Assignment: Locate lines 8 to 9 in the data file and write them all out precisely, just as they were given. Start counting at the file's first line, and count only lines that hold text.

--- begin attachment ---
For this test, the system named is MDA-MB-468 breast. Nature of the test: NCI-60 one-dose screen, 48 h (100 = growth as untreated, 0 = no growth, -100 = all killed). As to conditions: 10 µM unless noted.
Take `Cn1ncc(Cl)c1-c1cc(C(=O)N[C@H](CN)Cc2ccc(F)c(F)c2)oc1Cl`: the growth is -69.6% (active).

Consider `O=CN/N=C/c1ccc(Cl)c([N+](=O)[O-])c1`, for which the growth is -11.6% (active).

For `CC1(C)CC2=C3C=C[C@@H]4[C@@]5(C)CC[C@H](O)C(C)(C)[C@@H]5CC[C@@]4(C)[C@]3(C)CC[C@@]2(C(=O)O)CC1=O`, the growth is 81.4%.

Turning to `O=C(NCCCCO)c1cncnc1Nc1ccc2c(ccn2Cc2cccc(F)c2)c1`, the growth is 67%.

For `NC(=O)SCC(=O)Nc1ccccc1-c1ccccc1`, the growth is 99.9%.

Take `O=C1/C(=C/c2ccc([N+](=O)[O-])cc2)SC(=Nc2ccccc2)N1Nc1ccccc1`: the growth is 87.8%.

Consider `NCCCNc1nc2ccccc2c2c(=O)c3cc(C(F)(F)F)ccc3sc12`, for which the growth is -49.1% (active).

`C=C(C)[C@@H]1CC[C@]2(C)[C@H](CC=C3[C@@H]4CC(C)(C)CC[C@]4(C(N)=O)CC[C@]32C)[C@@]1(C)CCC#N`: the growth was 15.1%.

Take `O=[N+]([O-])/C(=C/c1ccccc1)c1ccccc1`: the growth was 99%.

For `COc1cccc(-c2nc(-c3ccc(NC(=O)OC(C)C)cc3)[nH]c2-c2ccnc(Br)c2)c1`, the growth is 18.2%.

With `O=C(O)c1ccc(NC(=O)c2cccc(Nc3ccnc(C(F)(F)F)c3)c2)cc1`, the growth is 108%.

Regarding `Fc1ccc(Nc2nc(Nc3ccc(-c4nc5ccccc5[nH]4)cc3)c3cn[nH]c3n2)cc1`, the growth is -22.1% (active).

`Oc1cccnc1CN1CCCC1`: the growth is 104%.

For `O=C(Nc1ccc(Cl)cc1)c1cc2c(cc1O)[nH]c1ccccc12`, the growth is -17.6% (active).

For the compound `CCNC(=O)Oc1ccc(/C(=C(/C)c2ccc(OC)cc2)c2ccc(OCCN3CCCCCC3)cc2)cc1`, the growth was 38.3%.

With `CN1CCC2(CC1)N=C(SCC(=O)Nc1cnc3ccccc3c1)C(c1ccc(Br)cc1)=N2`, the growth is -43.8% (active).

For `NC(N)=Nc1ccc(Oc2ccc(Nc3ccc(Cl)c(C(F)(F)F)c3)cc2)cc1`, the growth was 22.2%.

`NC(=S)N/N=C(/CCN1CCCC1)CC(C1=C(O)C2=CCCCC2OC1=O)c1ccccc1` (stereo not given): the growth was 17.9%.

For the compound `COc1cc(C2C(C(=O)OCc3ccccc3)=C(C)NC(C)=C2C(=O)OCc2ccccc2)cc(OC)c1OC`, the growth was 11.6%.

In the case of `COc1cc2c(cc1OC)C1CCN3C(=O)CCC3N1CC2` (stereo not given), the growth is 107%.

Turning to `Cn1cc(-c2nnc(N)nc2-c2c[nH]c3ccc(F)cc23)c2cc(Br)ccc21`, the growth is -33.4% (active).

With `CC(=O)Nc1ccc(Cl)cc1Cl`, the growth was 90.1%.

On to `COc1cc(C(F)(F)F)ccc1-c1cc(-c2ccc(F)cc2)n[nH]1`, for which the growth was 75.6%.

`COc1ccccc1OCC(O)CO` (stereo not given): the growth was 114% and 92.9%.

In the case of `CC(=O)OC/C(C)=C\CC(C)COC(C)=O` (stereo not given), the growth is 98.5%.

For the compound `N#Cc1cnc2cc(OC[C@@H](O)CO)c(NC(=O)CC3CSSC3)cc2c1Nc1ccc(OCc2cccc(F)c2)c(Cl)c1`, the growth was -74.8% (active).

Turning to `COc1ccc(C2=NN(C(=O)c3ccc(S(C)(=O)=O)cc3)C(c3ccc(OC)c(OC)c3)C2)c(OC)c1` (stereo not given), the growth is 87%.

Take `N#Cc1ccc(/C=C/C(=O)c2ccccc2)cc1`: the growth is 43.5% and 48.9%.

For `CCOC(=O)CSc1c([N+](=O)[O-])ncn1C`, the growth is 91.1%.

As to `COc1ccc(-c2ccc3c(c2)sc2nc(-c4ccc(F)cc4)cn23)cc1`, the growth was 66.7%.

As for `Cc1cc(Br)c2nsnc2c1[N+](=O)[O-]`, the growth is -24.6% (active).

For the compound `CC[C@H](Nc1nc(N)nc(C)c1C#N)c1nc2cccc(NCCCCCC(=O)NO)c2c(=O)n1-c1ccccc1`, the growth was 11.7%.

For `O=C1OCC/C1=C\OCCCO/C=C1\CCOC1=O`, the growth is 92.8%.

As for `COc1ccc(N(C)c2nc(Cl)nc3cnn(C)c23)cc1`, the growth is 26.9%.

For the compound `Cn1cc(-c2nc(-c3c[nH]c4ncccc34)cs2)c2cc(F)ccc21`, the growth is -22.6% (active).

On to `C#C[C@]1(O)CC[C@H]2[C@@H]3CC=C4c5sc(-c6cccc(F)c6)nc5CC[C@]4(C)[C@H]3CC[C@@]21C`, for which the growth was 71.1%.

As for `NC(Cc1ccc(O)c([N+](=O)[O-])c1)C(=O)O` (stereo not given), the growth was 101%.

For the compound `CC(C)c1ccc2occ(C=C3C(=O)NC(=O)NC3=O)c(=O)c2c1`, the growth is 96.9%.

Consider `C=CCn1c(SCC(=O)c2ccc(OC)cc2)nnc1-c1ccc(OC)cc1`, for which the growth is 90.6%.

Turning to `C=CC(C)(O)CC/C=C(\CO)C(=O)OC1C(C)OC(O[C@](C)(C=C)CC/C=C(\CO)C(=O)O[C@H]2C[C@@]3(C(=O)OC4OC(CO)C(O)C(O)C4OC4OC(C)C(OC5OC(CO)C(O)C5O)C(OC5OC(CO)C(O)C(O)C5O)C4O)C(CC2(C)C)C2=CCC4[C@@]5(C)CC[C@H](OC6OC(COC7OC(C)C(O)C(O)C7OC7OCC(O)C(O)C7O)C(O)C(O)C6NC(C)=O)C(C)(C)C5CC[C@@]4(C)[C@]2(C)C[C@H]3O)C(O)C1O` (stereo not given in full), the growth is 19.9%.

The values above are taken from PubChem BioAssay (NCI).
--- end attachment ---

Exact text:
Consider `NCCCNc1nc2ccccc2c2c(=O)c3cc(C(F)(F)F)ccc3sc12`, for which the growth is -49.1% (active).

`C=C(C)[C@@H]1CC[C@]2(C)[C@H](CC=C3[C@@H]4CC(C)(C)CC[C@]4(C(N)=O)CC[C@]32C)[C@@]1(C)CCC#N`: the growth was 15.1%.